End of Cold War: 4 SEQ Samples
Many commentators blame Gorbachev and his policies for the End of Cold War. However, there are other reasons, like the economic decline of the USSR and the economic boom of the West. You can download the attached pdf or read on to find out more.
1. Explain why the West renewed its Cold War competition with the USSR in the period following détente?
(P) The West renewed its Cold War competition with the USSR because of an emphasis on human rights issues.
(E) In the late 1970s, the West started to pay more attention to human rights issues in its own country and its relations with other countries. This change was because more people supported human rights, and politicians followed the people’s lead. In addition, the treatment of dissidents in the USSR and the growth of international human rights movements and organisations in the 1970s put pressure on the US to consider human rights issues in political agendas and diplomatic negotiations.
(E) For example, the Soviet invasion of Afghanistan in 1979, which eventually saw the USSR replacing the government with its own choice of government, was heavily criticised by the international community. As a result, president Carter cancelled the ongoing arms limitation talks and further imposed embargos on grain and technology against the USSR.
(L) Thus, the West renewed its Cold War competition with the USSR because of its emphasis on human rights.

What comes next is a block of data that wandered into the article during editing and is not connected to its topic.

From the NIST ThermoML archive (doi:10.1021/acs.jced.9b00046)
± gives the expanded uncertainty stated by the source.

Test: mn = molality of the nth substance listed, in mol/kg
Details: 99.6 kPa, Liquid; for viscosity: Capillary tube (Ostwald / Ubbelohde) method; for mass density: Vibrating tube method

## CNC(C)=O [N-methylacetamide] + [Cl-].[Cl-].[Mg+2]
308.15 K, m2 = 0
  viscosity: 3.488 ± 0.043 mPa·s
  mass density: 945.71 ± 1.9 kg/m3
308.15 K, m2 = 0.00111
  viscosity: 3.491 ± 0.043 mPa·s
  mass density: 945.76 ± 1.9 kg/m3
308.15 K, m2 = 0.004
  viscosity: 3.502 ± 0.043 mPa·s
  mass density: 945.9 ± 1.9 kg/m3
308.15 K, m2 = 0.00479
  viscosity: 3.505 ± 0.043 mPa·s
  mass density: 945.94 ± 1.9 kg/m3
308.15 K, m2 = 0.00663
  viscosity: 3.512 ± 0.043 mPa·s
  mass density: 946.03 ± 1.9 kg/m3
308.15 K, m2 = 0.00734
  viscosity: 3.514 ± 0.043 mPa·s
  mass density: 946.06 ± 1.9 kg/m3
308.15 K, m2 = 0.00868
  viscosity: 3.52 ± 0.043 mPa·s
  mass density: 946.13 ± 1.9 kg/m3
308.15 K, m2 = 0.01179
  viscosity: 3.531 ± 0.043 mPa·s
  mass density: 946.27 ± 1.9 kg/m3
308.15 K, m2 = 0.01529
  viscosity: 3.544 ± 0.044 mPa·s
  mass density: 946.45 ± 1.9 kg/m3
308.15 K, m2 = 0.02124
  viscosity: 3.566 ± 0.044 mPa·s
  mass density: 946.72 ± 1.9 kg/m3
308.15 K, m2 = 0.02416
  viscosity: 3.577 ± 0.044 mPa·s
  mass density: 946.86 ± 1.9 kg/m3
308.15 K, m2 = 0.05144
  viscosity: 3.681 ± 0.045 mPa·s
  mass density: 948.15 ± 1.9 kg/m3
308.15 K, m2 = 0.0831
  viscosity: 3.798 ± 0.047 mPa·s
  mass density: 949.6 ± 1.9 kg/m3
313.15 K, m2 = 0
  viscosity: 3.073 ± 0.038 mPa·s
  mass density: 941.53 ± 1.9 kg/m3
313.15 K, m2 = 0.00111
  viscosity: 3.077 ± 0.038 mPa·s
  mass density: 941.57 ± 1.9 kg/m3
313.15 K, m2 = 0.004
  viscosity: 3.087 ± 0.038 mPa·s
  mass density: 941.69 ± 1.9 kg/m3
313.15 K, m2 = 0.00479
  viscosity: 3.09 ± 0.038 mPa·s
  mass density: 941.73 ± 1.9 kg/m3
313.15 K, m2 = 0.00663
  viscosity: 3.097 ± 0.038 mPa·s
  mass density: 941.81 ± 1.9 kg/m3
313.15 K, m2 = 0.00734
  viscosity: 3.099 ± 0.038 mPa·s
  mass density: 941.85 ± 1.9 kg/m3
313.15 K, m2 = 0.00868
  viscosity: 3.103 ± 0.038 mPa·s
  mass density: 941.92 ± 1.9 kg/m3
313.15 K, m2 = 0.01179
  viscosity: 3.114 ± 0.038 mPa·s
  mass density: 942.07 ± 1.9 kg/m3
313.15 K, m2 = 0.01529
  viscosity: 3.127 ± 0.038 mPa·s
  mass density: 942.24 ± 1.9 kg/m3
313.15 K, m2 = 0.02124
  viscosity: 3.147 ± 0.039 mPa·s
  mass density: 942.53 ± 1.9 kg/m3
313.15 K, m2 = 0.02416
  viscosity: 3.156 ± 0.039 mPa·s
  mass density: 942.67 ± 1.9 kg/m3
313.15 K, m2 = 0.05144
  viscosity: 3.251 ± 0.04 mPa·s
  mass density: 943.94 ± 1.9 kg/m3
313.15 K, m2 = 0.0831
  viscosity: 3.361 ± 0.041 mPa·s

(P) Another reason for the renewal of the arms race was partly due to the economic boom in the West.
(E) Reagan introduced economic liberalisation to encourage individual enterprise and privatised national assets. These actions stimulated economic growth and launched a financial boom in the West during the 1980s. Moreover, the development of the American economy enabled Reagan to renew the arms race and exert pressure on the USSR to keep up with military expenditure and production.
(E) For example, Reagan’s Strategic Defense Initiative (SDI) aimed to develop new technology to detect and destroy any potential nuclear attack by intercontinental missiles. NATO’s also stationed Pershing II missiles in West Germany, which were nuclear missiles that could be moved around easily and targeted areas in the Western USSR.
(L) The West could do this as it had the money to do so.
2. ‘Gorbachev’s internal reforms were key in causing the collapse of the USSR and the end of Cold War.’ How far do you agree with the statement? Explain your answer.